As to not being for the “faint of heart,” Morningstar and other financial publications have been focusing on the limited liquidity aspects of interval funds but, like anything else, investors and their advisers have to do their research and determine their comfort level with the specific liquidity parameters, investment benefits, and subsequent impacts they provide for their portfolios. There is caution needed since they are not a daily liquid product and alternatives can be confusing, but their unique structure addresses and mitigates some of the common pitfalls in investing in the alternatives marketplace. You can almost liken interval funds to the Yale endowment approach to investing for the mutual fund world.
Hortz: I see that the trend has been 3-4 interval fund launches per quarter over the past few years. Do you see increasing adoption and discussions on the interval structure in your discussions with asset managers?
Carson: We have had more conversations with asset managers and RIAs on interval structure in this last quarter than we had in all of 2016. It had been slow to build, because they are different, and there has been a need for education on this newer structure as a tool for the investment community. But, we definitely are now seeing substantially increasing awareness and interest in them. I also think the other thing that is driving this interest is that we are now seeing interest rates going up globally and that suggests that values for bond investments will go down. There is great interest from asset managers in providing other types of income producing diversified investments that are not as impacted, or differently impacted, when interest rates rise.
Hortz: What kind of adoption rate and trends do you see with interval funds? Why do some researchers like McKinsey &Co predict they will benefit from a growing need and demand for illiquid private investments?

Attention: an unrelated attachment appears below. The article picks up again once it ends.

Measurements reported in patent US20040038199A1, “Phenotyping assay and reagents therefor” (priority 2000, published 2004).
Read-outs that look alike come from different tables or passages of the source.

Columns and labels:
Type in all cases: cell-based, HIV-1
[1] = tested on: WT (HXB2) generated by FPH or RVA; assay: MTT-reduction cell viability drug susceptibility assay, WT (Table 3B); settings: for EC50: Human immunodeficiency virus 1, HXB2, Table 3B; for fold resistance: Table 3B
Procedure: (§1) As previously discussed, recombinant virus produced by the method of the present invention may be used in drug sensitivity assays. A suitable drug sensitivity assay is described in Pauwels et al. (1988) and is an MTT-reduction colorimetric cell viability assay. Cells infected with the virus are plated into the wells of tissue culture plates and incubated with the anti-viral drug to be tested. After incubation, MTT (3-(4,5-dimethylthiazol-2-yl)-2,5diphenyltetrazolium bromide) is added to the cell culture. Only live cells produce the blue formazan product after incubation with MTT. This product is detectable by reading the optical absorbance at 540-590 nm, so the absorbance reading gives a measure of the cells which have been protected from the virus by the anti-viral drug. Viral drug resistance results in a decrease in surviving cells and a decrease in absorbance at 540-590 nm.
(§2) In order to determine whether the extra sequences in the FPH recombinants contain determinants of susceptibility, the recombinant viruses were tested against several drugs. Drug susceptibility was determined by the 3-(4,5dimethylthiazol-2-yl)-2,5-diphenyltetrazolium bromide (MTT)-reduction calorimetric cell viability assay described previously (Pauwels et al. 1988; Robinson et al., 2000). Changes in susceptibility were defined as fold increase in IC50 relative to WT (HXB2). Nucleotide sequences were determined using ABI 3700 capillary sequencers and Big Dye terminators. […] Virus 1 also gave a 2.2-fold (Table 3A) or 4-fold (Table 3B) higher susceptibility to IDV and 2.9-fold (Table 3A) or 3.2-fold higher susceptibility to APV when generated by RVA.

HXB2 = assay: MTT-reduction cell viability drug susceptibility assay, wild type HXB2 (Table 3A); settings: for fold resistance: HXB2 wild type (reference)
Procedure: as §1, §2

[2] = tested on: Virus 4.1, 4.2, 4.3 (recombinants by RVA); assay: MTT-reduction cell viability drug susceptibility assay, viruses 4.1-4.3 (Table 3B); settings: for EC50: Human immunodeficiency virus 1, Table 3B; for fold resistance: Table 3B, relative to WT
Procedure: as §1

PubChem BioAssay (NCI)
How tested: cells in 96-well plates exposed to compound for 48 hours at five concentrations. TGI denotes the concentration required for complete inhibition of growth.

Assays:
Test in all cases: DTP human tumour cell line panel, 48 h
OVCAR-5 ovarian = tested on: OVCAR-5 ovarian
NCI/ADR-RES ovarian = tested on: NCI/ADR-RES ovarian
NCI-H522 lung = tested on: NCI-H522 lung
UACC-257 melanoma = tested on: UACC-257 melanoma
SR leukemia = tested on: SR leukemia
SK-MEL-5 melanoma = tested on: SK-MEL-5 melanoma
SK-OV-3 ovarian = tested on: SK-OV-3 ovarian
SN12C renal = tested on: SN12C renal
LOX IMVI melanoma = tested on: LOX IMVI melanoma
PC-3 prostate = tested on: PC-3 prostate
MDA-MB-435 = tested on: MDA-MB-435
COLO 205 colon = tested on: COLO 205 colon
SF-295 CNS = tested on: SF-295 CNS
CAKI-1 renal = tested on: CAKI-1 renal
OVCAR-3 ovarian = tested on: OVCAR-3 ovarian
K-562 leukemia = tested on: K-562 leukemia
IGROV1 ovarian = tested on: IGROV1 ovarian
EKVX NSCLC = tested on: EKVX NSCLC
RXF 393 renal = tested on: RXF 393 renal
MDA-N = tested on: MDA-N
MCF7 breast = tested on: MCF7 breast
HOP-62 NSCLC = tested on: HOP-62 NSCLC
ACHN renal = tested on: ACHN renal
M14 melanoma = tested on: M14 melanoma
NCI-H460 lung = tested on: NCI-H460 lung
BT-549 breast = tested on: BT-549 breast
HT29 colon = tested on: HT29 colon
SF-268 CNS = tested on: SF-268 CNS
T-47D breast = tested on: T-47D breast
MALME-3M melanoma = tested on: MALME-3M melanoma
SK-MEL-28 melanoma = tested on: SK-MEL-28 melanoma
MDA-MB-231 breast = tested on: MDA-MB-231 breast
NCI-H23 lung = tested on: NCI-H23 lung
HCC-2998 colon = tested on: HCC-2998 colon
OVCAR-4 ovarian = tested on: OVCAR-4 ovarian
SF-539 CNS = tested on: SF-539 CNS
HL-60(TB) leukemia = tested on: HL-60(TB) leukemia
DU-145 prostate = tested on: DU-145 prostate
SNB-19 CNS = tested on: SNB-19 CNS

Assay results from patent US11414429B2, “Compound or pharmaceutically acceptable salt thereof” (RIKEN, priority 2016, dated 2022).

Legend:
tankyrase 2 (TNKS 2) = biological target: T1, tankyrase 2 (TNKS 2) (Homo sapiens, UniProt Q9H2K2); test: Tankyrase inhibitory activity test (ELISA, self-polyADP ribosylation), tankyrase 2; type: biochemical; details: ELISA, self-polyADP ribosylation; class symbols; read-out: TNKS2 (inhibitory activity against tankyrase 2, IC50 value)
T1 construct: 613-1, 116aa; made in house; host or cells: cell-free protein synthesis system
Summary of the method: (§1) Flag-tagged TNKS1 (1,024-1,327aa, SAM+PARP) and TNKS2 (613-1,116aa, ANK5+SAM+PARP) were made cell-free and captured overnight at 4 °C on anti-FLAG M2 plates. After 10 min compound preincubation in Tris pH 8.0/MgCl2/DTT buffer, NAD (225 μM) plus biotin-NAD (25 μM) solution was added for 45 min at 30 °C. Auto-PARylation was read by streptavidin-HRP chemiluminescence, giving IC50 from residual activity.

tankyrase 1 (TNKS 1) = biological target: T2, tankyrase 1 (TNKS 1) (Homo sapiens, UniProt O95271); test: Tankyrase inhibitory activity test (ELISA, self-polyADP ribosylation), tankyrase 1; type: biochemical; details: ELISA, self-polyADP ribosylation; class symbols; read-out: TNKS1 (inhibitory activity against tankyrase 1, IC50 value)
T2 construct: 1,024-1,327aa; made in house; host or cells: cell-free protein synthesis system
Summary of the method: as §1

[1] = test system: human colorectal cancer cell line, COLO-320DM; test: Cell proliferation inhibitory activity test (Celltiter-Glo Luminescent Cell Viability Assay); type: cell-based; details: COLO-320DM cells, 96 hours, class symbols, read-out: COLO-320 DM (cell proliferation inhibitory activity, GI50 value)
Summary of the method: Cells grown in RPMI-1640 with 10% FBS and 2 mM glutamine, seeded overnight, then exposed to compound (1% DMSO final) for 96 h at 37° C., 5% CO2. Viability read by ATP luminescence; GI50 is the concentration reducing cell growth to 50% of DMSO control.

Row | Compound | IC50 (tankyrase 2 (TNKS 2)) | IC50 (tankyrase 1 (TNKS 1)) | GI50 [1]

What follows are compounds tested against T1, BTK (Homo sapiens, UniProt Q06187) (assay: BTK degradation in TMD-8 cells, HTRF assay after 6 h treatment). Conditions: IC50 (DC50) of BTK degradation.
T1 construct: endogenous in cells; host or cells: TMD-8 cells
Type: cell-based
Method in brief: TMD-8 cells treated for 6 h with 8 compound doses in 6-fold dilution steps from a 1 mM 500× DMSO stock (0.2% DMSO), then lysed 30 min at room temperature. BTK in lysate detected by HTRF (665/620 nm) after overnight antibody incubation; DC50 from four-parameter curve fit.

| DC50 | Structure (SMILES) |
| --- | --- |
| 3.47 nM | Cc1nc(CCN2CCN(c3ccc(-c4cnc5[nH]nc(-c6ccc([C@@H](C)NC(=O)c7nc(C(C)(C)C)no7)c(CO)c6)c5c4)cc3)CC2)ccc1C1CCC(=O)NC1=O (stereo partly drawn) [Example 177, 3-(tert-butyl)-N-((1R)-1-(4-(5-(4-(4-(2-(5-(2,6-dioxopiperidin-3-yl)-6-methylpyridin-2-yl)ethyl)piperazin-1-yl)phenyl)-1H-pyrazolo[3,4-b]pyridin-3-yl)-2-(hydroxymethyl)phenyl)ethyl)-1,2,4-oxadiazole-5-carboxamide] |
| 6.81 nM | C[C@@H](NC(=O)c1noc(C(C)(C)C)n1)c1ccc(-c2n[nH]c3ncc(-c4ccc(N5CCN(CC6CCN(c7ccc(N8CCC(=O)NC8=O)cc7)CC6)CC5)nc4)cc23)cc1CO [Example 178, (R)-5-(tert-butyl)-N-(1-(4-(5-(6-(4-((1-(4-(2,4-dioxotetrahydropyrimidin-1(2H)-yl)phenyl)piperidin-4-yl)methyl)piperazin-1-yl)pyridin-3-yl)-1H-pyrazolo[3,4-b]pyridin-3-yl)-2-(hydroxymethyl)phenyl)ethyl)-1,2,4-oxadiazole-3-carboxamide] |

Carson: Per the interval tracker website, there are 43 entries being tracked with 27% being in insurance linked securities, 2nd biggest category is real estate at 25%, credit is 23%, equity is 12% and derivatives at 7% but if look at new interval funds pending in registration: 54% are in credit, a tie for second with both credit & equity and real estate at 18%, and insurance linked and real estate debt are both 4.5%. This shift I think verifies that asset managers are looking for ways to deliver income to investors from assets that are not typical bond portfolios and that is what is driving a lot of the development of interval funds; as ways to take some non-traditional income producing assets into a pooled vehicle to be better able to deliver that income to investors.
Investors are looking for yield, for income, and I think there is a general over-arching thought that we can’t continue this bull market forever. At some point things are going to turn. Also, many have bond market concerns with rising interest rates. My impression is that there is going to be a growing demand for these type of alternative strategies and more accessible alternative investment options. There will be more demand, more development, more education on these products, especially with inevitable corrections and growing trepidations in this long running bull market. The interval fund structure could allow for any kind of alternatives currently available, as well as for ideas that no one has thought of as of yet today.
Hortz: How would you advise financial advisers to think about and use interval funds in their client portfolios? How can they provide a differentiator or value-add to passive investing trends in the industry today?
Carson: I think advisers need to be thinking about solutions for their client’s portfolio needs and address the growing concerns about risk in the markets. I would advise to look at how an interval fund may solve some of those portfolio construction issues. If they manage a portfolio sleeve for more protection or hedging, these are vehicles worth consideration.
Offering interval funds can also provide a differentiator or value add to advisers and a tool to competitively address passive investment strategies or more common types of investment products. Particularly when the market declines, having something that is not going to behave like the broader market should be beneficial towards building client confidence to stay invested for the long haul and stay focused on long term goals.